Now I am part of the cabal of people who have concluded that the winding down of fossil fuels is inevitable. I foresee with certainty that electrical generation and distribution with a new business class of electrical or energy storage will get on track. I readily acknowledge that carbon will play a role in portable fuels, whether from oil or from biofuels or from biomass formed by agriculture for the carbon recycling and recapture processed with hydrogen, however the most economic means may be, into synthetic fuels.

I do not see a future with uranium and plutonium as realistic. Thorium fission is a better, cheaper, safer choice. The Bussard or Rostoker, Lerner and even “cold fusion” are better alternatives that need continued development. To commit now to what would be a trillion dollar commitment to uranium fueled reactors would, eventually be a disaster. With wind turbines, ocean wave, photovoltaic, thermal solar and now frequencyvoltaic installing now or in development, a single source decision would eliminate competitive drives to lower costs. Count me out and willing to fight over this. The drive to higher efficiency and lower costs is just getting started and it’s the most important part of all.

The most salient and worthy point that Mr DuVal offers is a fact in the theme of the essay. An effort to get out from under the costs and risks of importing so much fuel and energy supplies from cultural and political regimes of low, inhuman, and authoritarian qualities is a point he discusses with urgency. I agree, all free people everywhere need to take this matter much more seriously.

The “West,” the civilizations that offer the world the inventiveness, innovation, and creativity; the source of development, tolerance, and inclusiveness, and the leadership in human freedom have the problems Mr. DuVal offers so concisely. Nevertheless, history has shown and we in the west are moving now to solve these problems because so many of us recognize the opportunities within the problems. It may take a generation to find the top solutions, but along the way the west will grow, prosper, and get further ahead of the nations relying on selling energy and fuel supplies priced in distorted markets.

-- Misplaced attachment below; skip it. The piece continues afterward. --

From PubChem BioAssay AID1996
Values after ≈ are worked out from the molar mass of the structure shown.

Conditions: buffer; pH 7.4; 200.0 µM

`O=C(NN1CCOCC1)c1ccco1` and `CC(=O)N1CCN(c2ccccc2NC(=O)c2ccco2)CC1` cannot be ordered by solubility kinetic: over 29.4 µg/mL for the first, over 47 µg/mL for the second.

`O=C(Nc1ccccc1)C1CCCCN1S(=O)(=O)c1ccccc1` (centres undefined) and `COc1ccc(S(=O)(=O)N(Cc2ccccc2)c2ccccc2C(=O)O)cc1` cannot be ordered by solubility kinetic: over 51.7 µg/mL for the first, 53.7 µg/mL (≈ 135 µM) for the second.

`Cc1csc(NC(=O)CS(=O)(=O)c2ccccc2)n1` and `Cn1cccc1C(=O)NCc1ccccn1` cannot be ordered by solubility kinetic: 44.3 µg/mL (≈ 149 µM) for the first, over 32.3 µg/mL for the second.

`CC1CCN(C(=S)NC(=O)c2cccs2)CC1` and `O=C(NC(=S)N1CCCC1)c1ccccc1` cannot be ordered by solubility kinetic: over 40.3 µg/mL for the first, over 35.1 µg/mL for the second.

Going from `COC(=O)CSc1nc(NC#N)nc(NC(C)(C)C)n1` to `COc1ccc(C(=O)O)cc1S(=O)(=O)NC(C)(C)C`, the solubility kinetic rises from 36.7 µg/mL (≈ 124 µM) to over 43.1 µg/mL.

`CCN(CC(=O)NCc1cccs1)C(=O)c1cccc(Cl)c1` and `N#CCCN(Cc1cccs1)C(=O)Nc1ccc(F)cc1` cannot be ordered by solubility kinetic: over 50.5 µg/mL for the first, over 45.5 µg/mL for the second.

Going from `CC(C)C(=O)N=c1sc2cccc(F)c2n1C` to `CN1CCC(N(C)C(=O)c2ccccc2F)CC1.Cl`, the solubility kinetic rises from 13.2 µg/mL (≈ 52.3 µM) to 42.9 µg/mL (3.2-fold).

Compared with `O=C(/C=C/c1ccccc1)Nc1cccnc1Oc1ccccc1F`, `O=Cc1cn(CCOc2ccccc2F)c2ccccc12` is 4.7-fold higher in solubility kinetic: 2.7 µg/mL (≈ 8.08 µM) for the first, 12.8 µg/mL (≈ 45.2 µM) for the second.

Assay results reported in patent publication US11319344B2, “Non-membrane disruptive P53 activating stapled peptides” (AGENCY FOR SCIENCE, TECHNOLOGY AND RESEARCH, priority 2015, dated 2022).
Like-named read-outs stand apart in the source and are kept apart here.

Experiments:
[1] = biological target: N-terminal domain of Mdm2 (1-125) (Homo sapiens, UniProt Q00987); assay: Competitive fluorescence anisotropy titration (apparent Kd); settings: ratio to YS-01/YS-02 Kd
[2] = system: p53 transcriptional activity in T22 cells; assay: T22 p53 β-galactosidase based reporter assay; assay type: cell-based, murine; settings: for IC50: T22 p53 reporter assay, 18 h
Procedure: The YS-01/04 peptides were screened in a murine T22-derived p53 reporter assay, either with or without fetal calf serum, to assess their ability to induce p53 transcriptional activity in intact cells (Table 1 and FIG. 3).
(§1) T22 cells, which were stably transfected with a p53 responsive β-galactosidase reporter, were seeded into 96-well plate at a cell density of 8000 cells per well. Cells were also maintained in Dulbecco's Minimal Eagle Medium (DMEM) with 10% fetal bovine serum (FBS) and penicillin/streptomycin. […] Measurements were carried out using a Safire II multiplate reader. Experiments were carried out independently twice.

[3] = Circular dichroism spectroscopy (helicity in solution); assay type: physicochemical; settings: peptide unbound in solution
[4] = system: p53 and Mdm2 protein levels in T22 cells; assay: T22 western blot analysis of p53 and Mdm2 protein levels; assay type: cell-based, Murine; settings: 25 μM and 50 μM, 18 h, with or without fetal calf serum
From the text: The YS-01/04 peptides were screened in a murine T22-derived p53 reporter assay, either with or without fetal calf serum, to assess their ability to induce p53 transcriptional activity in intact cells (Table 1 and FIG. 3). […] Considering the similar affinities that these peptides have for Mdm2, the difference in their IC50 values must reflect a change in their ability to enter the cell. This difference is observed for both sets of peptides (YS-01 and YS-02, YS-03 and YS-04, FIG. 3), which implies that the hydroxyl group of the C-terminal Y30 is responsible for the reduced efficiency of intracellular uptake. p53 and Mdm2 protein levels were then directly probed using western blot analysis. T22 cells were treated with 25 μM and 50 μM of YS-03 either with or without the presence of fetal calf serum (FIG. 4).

It doesn’t matter in the end if its “peak oil” or some religious fascism, global warming or another cause, mankind is stepping into a much higher energy use phase and it will not be stopped. For consumers the question is how to get the most for the lowest cost, for suppliers it is how to make or preserve markets. The war is on, let’s be sure the best solutions win.


4 Comments so far

  1. M. Simon on January 9, 2008 8:52 AM


    One of your very best.


  2. M. Simon on January 10, 2008 2:09 AM

    WB-7 First Plasma

    The world has just changed. Cheap fusion is on the way. About 5 years.

  3. The Four “Salvation” Themes of Energy and Fuel on January 10, 2008 6:02 AM

    […] Yesterday’s post about Stephen DuVal’s salvation scenario based in fission offers the notion that other connections of technologies can solve the energy and fuel demand questions. […]

  4. Raul on January 10, 2008 11:24 AM

    Good post. Glad to see people working on solutions. Also note that Rapier often posts essays from readers – even when he doesn’t agree with them. That’s one thing I like about him – he is objective and lets people speak their mind.